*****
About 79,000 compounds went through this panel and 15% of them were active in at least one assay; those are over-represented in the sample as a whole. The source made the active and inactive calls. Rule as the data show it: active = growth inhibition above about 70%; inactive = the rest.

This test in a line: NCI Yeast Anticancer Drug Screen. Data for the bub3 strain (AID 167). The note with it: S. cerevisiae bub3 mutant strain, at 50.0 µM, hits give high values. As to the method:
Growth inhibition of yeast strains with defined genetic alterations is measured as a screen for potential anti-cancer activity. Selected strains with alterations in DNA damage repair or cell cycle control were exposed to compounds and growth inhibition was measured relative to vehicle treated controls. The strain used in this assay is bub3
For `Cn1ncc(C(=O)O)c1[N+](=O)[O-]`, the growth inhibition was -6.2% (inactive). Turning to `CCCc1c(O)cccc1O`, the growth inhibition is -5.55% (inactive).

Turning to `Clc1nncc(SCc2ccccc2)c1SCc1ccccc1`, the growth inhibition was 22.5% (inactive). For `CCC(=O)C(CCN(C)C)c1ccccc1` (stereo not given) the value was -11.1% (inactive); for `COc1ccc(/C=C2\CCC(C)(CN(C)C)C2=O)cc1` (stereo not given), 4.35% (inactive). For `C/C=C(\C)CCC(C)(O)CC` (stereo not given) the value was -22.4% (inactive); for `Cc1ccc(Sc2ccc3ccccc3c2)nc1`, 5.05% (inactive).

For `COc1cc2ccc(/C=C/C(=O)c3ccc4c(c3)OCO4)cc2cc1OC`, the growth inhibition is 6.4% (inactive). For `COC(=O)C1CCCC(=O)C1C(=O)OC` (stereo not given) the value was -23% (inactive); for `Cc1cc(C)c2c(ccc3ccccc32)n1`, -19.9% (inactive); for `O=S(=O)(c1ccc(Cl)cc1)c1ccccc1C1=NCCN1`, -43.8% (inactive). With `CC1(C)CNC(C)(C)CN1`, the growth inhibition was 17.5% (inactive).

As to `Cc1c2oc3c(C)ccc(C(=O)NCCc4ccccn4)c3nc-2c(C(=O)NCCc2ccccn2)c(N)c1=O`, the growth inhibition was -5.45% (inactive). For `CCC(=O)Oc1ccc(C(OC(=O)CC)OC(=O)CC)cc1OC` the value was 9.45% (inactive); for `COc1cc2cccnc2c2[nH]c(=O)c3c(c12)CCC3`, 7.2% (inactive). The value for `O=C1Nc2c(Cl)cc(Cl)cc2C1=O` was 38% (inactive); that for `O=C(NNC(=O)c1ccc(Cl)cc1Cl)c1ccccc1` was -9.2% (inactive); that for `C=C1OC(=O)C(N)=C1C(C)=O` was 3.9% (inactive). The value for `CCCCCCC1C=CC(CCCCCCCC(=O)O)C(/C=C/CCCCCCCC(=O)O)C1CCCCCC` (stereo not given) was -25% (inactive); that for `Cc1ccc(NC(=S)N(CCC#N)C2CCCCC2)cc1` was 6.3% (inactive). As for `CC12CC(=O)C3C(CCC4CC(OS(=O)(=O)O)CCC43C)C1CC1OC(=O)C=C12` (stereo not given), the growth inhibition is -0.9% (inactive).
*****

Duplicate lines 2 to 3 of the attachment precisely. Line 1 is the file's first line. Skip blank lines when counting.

This test in a line: NCI Yeast Anticancer Drug Screen. Data for the bub3 strain (AID 167). The note with it: S. cerevisiae bub3 mutant strain, at 50.0 µM, hits give high values. As to the method:
Growth inhibition of yeast strains with defined genetic alterations is measured as a screen for potential anti-cancer activity. Selected strains with alterations in DNA damage repair or cell cycle control were exposed to compounds and growth inhibition was measured relative to vehicle treated controls. The strain used in this assay is bub3